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 Post subject: Optical puzzle
PostPosted: Mon Jan 09, 2017 5:04 pm 
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Joined: Wed Dec 17, 2014 4:26 am
Posts: 110
Optical distortion line running through middle of rifle sight picture.

Checked rear sight, but as it has no optics, I cannot see a problem or obstruction
Checked iris, and as it is a plain iris, it is just an opening. no optics. Made sure it was clear, no obstruction.
Checked front sight. has Anschütz pink insert, clean and undamaged
Check my shooting lens rotation orientation. Turned it 180 degrees with no change.

The problem is a focus aberration that runs right through the middle if the sight picture. As I move the sight I can see a change in focus between the top and bottom halves of the sight picture, particularly at the cnter orifice. Plays hell with trying to maintain front sight focus.

I have tried different front sight inserts and three different iris discs, all manifest the same aberration. So I have come to the conclusion that the problem may very well be with my eye and not the front rear sight combination. As a final test I changed shooting eyes (left instead of right) and the problem is gone. Any sports opticians/opthamologists want to share their thoughts?


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 Post subject: Re: Optical puzzle
PostPosted: Mon Jan 09, 2017 6:43 pm 
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This is easy for me to say as being over 60 I get free eye examinations in my country, but I would book an eye exam pronto and have the eye checked out. Hopefully its a temporary foreign body on the cornea and simple dry-eye drops (artificial tears) may help.

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 Post subject: Re: Optical puzzle
PostPosted: Wed Jan 11, 2017 6:06 pm 
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Location: San Diego, CA
Yep, I second that suggestion. Sounds like you've pretty well isolated it to your right eye, so, assuming it's a recurring problem, probably worth paying a visit to your eye doc.


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 Post subject: Re: Optical puzzle
PostPosted: Thu Jan 12, 2017 2:35 pm 
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Update!

Well, had my exam today. Generally I have reasonable vision, as below:

Right Spher. 0. Cyl. .5. - 120
Left Spher.+1.0 Cyl. 0

However, the right eye has the befinnings of a very small, posterior cataract, which unfortunately is located precisely in the center of the lens. My opthamologists opinion is that as my vision is for the most part very good for general vision, he would be inwilling to perform cataract surgery just to accommodate my shooting hobby. I tend to agree with him.

So what are my options?

1. Ignore the artifact and just learn to deal with it.
2. Shoot right handed, aim with left eye
3. Change everything over for left handed/left eye shooting

Has anyone used options 2 and 3?

Regards Paul


Last edited by Pheyden on Fri Jan 13, 2017 2:34 am, edited 1 time in total.

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 Post subject: Re: Optical puzzle
PostPosted: Thu Jan 12, 2017 3:27 pm 
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Location: A new global Great Britain
if you're still hitting the target I would go with 1. And an annual eye check.

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 Post subject: Re: Optical puzzle
PostPosted: Fri Jan 13, 2017 5:24 am 
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Joined: Fri Sep 17, 2010 5:32 am
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Location: London, England
Bad luck. I sometimes have a feeling something similar is happening with me (eye exam imminent).
I'd go with option 1 but investigate option 2.
A crossover sight or offsets are a lot cheaper and easier than changing your whole setup and relearning your technique.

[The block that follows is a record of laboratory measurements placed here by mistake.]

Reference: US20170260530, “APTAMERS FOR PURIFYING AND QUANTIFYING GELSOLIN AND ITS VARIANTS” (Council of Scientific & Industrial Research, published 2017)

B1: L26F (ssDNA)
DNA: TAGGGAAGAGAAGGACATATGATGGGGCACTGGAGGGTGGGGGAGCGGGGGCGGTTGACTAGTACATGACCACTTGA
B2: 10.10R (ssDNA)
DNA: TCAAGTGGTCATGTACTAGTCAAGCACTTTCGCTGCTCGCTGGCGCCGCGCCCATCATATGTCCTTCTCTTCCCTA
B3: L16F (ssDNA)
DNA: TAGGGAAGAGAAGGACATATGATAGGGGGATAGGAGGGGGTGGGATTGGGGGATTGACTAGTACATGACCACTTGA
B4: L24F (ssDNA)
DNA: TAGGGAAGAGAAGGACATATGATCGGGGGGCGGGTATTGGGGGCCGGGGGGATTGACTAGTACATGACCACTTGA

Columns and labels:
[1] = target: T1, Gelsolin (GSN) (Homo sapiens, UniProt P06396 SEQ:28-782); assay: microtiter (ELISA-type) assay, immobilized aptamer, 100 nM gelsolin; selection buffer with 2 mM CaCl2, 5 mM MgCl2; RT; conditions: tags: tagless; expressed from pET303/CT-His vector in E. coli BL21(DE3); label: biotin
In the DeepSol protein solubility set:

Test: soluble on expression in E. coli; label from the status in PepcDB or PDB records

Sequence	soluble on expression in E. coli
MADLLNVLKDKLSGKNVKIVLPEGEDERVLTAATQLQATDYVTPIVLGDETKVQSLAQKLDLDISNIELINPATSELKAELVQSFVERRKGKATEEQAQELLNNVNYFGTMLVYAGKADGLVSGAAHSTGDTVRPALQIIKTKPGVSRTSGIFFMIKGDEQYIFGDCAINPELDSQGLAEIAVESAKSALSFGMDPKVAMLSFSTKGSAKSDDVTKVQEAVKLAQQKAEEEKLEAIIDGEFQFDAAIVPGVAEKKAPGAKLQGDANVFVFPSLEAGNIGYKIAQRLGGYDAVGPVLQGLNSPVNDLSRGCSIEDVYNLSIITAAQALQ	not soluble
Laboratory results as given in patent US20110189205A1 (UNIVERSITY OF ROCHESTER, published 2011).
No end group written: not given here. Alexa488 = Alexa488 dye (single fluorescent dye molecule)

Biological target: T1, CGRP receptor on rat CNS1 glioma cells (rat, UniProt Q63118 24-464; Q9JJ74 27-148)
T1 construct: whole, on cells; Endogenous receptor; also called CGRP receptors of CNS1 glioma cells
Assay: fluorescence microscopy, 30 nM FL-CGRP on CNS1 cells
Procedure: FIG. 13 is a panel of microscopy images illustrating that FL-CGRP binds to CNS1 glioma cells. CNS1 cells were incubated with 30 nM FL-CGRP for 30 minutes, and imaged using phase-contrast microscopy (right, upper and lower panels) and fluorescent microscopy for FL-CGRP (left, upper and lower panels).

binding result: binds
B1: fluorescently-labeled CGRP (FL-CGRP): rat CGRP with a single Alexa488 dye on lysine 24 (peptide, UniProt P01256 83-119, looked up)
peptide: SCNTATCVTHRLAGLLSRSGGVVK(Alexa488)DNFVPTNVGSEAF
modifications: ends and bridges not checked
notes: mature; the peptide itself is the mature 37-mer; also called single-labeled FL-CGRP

Not a perfect solution but...

Regards.
K.


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 Post subject: Re: Optical puzzle
PostPosted: Sat Jan 14, 2017 10:26 am 
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Had another chat with my eye doctor and formthe moment we are going to try #1. I am having Neal at ISS make a couple if new lenses for both rifle and pistol, and I will see how I go. I have taken the position that it is not the end of the world and good things may result from all this.


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 Post subject: Re: Optical puzzle
PostPosted: Tue Jan 17, 2017 3:03 am 
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Location: Melbourne, Australia
This might seem an obvious explanation but worth putting forward - I experienced something similar at times while I was using my Champion glasses and found that it was the alignment of the lens around the aperture and placing the rim of the lens across the sight picture. Adjusting the alignment was not easy because of the position of the lens being so close to the nose piece. I now use the Ahg lens holder fixed to the rear sight and no further problems.


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 Post subject: Re: Optical puzzle
PostPosted: Tue Jan 17, 2017 7:46 am 
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Markrem, thanks for the suggestion. I am already using the MEC Monocle system mounted on my Anschütz rear sight. This assures that I am looking through the centre of the lens. Still, this anomaly was there. I have been playing around with a variable opening size in the iris. When I use a larger iris size (1.2instead of .8mm), I can "tune out" some of the effect due to changing the overall depth of field. I was given this idea by Neal Stepp in the USA, and it seems to work. He also indicated that due to varying light intensities at different ranges, it is vital to use an iris that can be varied in size. Neal is mqking me some new shooting lenses, so we will see how these work with a variable iris.


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 Post subject: Re: Optical puzzle
PostPosted: Tue Jan 17, 2017 7:58 am 
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I have noticed in rifle and pistol ( when I experimented with a knoblich iris) that too small an iris aperture will magnify any eye defects. I have no idea why but it happens even if its a stray eyelash. on rifle a 2mm iris makes little difference to accuracy at my level compared to 1.1mm.
0.8 will be severe in this regard.

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 Post subject: Re: Optical puzzle
PostPosted: Wed Jan 18, 2017 11:10 am 
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TenMetrePeter - I concur that very small iris apertures can have this effect. I have switched over to an iris with a variable aperture and am playing around with larger sizes. Will see how I go over the next few weeks.


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 Post subject: Re: Optical puzzle
PostPosted: Sun Mar 12, 2017 7:38 am 
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Slightly more learned info from an American shooting eye doctor!